There are days when we are simply NOT “Parent of the Year” material!
There are days that we are simply not “Parent of the Year” material, and that is OK!
Well…there are days when I deserve “Mom of the Year” awards and there are days when I don’t. I still struggle at times with emotions and feelings when I question if I just parented correctly, even with semi-adult children! (I did say semi-adult :)) Yesterday was one of those days when I didn’t say the right words, or at least I said too much. (Imagine that, I gave too much advice!) As I hung up the phone I had those feelings and emotions flood my heart that I have felt before…those “Wow that was a bad Mommy moment” feelings.
We talk a lot about how to help our children deal with emotions but don’t often talk about how we can process emotions about parenting. There are days that we are simply tired, emotionally running on empty, and honestly frustrated as a parent. Some days it is difficult to respond to a tantrum effectively 10 times, clean up spilled food 5 times, battle with a poor napper, stay inside another day because of the weather and keep it together as a Mom. Sometimes it is just difficult to parent in a calm and thoughtful way. There were some days when the four kids were little that I just looked to the next day to “start over and be a better Mom” because my day had not evolved as I had envisioned. I had only been able to barely hold on to the basics of parenting and had looked forward to tucking all four into bed that night. I had not been a great Mommy….but in actuality I had been a “good enough” Mommy.
We have to understand that there are days like these. Days that we will make mistakes and days that we love our kids but feel totally overwhelmed with their needs and we may not like parenting at that moment. At those moments, we must handle those feelings without beating ourselves up. The more guilt we feel, the more the parenting tasks seem to take their toll on us emotionally. A parent who is in a “I am a bad Mommy” cycle struggles to parent effectively because guilt gets in the way. When we have these kinds of days we need to be gentle, patient and forgiving to ourselves. When we are nurturing to ourselves we are more likely to break the cycle of that bad day. Having bad parenting days is a part of life. It is OK for our kids to see that there are days when everyone is simply out of synch.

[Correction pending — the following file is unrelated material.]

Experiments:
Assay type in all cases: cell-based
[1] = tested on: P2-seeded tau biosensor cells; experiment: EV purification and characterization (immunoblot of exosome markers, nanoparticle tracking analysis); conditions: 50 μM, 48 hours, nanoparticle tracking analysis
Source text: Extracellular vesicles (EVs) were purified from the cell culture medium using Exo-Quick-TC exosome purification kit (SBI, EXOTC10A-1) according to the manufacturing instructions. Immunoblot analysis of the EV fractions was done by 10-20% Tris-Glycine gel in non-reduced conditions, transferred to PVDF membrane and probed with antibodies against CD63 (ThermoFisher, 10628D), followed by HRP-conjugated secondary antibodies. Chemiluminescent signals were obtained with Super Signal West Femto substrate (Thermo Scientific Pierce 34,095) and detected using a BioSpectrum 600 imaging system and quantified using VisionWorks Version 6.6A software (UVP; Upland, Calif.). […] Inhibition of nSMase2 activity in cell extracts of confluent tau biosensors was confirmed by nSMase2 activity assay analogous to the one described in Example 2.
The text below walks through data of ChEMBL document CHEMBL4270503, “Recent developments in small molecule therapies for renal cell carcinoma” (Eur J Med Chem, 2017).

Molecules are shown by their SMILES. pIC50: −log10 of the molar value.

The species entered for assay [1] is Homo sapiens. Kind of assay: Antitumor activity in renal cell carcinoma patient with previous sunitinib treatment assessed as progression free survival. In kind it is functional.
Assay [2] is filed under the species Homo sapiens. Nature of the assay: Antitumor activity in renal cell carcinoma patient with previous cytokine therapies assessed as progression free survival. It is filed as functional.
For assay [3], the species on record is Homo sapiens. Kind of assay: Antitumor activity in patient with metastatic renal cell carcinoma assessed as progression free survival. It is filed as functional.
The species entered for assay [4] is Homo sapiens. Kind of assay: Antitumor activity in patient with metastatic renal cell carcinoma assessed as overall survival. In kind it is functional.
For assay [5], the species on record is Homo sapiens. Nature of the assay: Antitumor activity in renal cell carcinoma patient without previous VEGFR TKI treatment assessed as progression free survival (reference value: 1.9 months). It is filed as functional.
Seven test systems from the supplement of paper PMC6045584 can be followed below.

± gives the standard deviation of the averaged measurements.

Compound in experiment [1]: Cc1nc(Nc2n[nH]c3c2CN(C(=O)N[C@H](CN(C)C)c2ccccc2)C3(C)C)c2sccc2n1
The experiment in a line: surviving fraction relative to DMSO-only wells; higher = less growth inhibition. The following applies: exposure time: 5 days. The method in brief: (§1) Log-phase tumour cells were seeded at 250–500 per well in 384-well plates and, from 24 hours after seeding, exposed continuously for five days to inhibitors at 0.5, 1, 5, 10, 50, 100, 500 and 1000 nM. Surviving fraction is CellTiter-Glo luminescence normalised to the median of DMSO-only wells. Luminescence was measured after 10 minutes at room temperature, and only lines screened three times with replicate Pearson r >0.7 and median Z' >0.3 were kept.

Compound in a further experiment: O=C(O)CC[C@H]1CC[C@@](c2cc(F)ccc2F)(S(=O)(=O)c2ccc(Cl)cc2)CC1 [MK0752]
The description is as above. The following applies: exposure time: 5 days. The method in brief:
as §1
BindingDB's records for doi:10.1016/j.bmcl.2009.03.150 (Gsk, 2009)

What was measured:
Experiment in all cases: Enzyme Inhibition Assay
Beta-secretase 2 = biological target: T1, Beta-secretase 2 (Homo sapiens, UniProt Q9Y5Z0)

- Share with your kids that, “Wow, Mommy is having a bad day…everyone has those every once in a while. What can we do to make this day better?” Isn’t that a great lesson for your child to learn…life has days that aren’t perfect and we can work to make it a better day!
- Change up your routine that day….take a break. Take everyone for a long walk, forget about the laundry and dishes, or turn on the TV (Did she just say that? 🙂) for 30 minutes and sit mindlessly while your child is entertained…sometimes that little break may reset your day.’
- Say “I’m sorry”. There are days when we all are a bit short-tempered, say the wrong things, or react in a less than perfect way. Saying “I’m sorry” teaches your child that no one is perfect, and that you respect them enough to apologize.
Remember, parenting is a process; one day does not define you as a parent. It is the culmination of countless parenting moments that raises a child. We all need to give ourselves a break, be accepting of our parenting bloopers, and move on to the next moment. So…I am moving on from my not so great “Mom moment” yesterday, and remembering that good days and not so good days are all part of the process, and even those not so good days have lessons for you and your child. Enjoy today…after all it is Friday, and I don’t think Friday can ever be a bad day! TGIF!
Take a breath, enjoy the joyful moments of each day, and remember you don’t have to be perfect to be the perfect parent.